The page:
Wednesday 3 February 2021 10:33am
University of Otago-designed computer software for helping surgeons monitor how their patients are doing during their time in hospital has been developed into a commercially available system.
DIVA is a clinical auditing tool that allows medical staff to input and monitor information on patients during their surgical visit, reducing the risk of human error in record keeping, and saving time for medical staff in the process.
University of Otago Clinical Audit Director, Dr James Haddow, has extensive experience in the United Kingdom’s National Health Service where systems like DIVA were simply not available.
“I never saw a system as good as DIVA in the UK. The worst I saw was a white board in a doctor’s office where staff would write patient names and their complications to be discussed at the next morbidity and mortality meeting,” Dr Haddow says.
With the Royal Australasian College of Surgeons now requiring all surgeons to record outcomes and undergo regular clinical audit and peer review, Dr Haddow believes the medical sector can benefit from software that helps surgeons improve patient outcomes and efficiency.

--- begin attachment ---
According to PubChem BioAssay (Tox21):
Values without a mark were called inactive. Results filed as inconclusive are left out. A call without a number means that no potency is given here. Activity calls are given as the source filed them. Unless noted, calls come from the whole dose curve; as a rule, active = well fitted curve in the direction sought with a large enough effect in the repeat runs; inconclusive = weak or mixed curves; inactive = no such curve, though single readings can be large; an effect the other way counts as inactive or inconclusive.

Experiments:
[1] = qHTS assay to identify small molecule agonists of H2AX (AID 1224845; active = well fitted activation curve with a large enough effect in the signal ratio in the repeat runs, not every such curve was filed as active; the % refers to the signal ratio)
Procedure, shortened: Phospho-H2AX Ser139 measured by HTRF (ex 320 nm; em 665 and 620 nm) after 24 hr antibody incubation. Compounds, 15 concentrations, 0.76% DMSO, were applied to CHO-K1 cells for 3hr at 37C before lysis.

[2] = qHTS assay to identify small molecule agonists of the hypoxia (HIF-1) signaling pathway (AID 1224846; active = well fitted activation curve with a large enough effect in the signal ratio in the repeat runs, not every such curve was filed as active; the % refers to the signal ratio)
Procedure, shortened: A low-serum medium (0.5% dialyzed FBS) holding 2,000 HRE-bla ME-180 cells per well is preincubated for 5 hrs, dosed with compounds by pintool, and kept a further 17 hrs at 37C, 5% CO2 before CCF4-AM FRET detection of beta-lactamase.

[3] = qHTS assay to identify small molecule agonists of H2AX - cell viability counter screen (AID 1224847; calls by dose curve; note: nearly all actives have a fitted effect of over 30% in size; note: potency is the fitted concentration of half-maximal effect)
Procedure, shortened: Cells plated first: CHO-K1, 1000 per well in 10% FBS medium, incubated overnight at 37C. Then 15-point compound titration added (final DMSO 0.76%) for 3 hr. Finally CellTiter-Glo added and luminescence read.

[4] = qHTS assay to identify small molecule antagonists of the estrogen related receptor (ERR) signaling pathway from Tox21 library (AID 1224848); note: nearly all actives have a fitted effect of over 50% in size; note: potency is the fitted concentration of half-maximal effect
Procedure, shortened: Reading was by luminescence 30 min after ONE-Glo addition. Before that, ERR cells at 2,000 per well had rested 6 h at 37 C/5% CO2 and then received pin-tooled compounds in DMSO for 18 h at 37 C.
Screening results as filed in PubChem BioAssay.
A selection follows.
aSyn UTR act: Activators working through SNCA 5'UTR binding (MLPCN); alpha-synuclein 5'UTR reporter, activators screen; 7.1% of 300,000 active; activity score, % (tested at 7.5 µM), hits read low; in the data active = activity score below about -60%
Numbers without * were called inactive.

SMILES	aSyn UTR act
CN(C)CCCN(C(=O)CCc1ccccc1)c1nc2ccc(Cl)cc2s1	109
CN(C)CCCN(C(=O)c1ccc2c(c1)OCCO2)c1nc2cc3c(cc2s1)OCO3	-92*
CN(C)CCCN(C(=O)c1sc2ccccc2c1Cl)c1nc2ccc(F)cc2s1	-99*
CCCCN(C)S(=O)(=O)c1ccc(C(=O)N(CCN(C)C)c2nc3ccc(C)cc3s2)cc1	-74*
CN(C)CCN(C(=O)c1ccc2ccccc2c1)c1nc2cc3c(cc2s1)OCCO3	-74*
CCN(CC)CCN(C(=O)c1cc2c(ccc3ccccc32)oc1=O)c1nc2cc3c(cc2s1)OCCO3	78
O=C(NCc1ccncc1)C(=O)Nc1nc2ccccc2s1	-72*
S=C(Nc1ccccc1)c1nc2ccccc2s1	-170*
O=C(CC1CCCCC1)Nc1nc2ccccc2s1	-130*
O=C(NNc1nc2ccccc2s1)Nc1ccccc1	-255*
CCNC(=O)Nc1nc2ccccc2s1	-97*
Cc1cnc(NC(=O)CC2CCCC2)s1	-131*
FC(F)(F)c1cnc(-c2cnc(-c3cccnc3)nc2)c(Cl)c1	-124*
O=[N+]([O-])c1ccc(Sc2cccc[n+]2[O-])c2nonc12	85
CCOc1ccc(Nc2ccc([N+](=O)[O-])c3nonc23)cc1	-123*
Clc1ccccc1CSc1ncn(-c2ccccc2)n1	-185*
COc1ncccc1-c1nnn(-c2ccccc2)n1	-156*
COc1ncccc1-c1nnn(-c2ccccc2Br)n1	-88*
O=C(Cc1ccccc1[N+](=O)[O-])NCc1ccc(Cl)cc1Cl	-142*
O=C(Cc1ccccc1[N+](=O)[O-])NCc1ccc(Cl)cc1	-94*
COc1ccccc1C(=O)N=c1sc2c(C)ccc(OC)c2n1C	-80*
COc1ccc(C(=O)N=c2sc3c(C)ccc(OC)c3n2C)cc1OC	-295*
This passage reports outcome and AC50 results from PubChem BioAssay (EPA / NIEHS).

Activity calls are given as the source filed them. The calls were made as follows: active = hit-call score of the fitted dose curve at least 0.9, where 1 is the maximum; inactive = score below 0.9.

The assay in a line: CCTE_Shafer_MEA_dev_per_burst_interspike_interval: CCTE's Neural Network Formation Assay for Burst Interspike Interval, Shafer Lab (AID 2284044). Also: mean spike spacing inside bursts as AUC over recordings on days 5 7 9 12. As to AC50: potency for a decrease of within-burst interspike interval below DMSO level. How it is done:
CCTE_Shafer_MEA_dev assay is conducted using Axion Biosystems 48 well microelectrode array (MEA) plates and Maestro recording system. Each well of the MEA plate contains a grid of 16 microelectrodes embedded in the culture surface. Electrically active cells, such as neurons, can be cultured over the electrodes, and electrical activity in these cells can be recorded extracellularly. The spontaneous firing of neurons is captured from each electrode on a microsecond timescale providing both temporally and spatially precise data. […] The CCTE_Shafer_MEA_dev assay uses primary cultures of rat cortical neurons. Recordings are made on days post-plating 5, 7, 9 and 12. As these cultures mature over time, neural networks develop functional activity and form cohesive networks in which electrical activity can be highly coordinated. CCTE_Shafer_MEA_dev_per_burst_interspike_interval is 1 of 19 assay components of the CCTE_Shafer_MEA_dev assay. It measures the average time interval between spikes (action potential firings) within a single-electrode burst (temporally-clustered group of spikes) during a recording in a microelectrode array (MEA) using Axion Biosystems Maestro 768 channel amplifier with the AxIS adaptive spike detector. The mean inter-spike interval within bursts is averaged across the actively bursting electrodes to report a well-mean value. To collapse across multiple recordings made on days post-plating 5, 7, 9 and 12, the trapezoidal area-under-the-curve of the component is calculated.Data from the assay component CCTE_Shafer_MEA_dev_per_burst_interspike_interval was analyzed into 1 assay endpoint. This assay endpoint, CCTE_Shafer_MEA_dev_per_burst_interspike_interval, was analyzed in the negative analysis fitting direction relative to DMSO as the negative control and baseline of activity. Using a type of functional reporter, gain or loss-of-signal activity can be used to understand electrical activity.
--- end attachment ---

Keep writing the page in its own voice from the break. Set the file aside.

Unlike other systems, DIVA allows medical teams to see how all their patients are doing, irrespective of whether they’ve had an operation or not.
“For example, if we wanted to see how many times patients with gallstone disease were admitted to the department before they eventually received a laparoscopic cholecystectomy, the data captured by DIVA can answer this easily. These are questions that departments up and down the country commonly face,” Dr Haddow says.
Accessed through a web browser, DIVA can be easily connected to existing hospital systems. With the software now available commercially, the Otago Clinical Audit team are excited to see how DIVA benefits New Zealand surgeons, patients and their whānau.